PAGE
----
The writing may not be on the wall, but it may be on the iPad for Apple (NASDAQ:AAPL) investors. Let’s look at what’s happening in today’s market, off and on the price chart, then offer a risk-adjusted determination on positioning in AAPL stock.
Apple. It’s a name rarely associated with relative weakness and underperforming the Nasdaq 100. The stock does constitute a full 13% of the tech-heavy index. And it didn’t become the world’s largest company and first enterprise to be worth more than $2 trillion without bearing regular fruit for investors, right?
But since clawing its way out of September’s broad-based correction, shares of AAPL have been less sweet by Wall Street.
At its best, the Nasdaq retraced more than 76% of last month’s aggressive selloff. And right now the index is wedged between its 50% and 62% retracement levels. Comparatively, Apple’s rally was sent packing against its 62% Fibonacci resistance level. Now it’s stationed about 3% beneath the midfield line. Shares are also a full 6% beneath late August’s ballyhooed pre-split price. Net, net it’s not rocket science to realize the company’s shareholders have been on the defensive.
So, what gives? There’s likely a couple key drags working against Apple. A heavily drum rolled unveiling of Apple’s latest mobile device, a 5G iPhone 12, hasn’t moved the needle for a company. What’s more, in front of its next quarterly report AAPL stock is historically and in absolute terms, as pricey as its products. All eyes and cameras will be watching Apple a week from today to learn if its 30x forward price multiple is at increased risk of contraction.
There is also the Presidential election and its potential impact on Apple’s business.
Biden has continued to lead in national polls by nearly 10 points. That’s good for Apple. As CNBC’s James Cramer has noted, a new administration reopening a relationship with China should help Apple, as well as consumer brands like Starbucks (NASDAQ:SBUX) and Nike (NYSE:NKE). But as 2016’s failed polling demonstrated, and given this election’s shadowy overtures, Nov. 3 may not bring in that sort of confirmation. It could take a long while.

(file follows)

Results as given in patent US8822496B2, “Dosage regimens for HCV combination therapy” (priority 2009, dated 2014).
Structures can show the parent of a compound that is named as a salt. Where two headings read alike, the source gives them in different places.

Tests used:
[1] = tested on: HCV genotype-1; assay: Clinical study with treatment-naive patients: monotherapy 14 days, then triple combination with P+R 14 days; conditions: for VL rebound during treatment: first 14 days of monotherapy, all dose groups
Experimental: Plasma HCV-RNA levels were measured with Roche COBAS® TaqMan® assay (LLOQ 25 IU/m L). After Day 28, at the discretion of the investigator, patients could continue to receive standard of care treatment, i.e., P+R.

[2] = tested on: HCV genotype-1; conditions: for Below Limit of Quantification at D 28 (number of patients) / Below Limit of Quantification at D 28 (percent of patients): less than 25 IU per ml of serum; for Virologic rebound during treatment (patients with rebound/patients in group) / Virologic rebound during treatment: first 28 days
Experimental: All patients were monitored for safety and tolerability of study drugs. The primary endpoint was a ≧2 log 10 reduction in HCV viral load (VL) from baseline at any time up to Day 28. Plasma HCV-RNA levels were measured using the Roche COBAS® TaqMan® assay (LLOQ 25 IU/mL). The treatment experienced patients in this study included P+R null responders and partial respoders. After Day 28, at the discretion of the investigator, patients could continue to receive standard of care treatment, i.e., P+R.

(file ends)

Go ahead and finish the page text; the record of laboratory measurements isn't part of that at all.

There’s also a Catch-22 of sorts with a Biden win and more so if Congress goes fully blue in both the Senate and House. It’s no secret, antitrust proceedings against Silicon Valley’s largest tech shops would continue to gain traction. But there’s already cause for concern right now in AAPL.
Inquiry crosshairs by the Department of Justice aimed at Alphabet (NASDAQ:GOOG, NASDAQ:GOOGL) have recalibrated on an exclusive search deal with Apple. And diverging price action the past couple sessions with AAPL hitting relative lows and GOOGL stock climbing to relative highs appears to confirm Wall Street is more concerned over Apple’s prospects than worried about Alphabet.
AAPL Stock Weekly Price Chart
Source: Charts by TradingView
This week’s episodic selling pressure has peeled off just enough of the share price to put AAPL stock’s valuation back below $2 trillion. The real concern though is a bearish-looking monthly chart that’s engulfing the doji “decision” candle, which now has growing bearish confirmation from the weekly time frame.
As the AAPL price chart shows, shares of Apple have weakened to trade beneath the prior period’s shooting-star topping candle. Optimistically, AAPL remains in an uptrend. But after failing at the 62% retracement level, a lower-high pattern now also in play and the stock’s tenuously positioned weekly stochastics, the combination raises the odds the writing could be on the iPad for bullish investors.
Considering that September’s low is already testing Apple’s 38% level tied to the March novel coronavirus bottom, and given the combined warning signs discussed above, I’d conservatively estimate a decline towards $85 – $95. That’s simply a challenge of zone 50% – 62% Fibonacci support. Still, I wouldn’t call that type of movement in Apple shares easy to sit idly by in anticipation of a bullish outcome from one of the market’s most revered investments.
After decades of outperformance in getting where it is today, investors shouldn’t ignore industry disclaimers of past performance not being a guarantee of future returns. Ultimately, at a minimum, hedging the growing possibility of increased downside risk in Apple shares with a protective put or a favored collar strategy for this “core” holding in many portfolios makes a great deal of sense.
No stocks owned: On the date of publication, Chris Tyler does not hold, directly or indirectly, positions in any securities mentioned in this article.
Chris Tyler is a former floor-based, derivatives market maker on the American and Pacific exchanges. The information offered is based on his professional experience but strictly intended for educational purposes only. Any use of this information is 100% the responsibility of the individual. For additional market insights and related musings, follow Chris on Twitter @Options_CAT and StockTwits.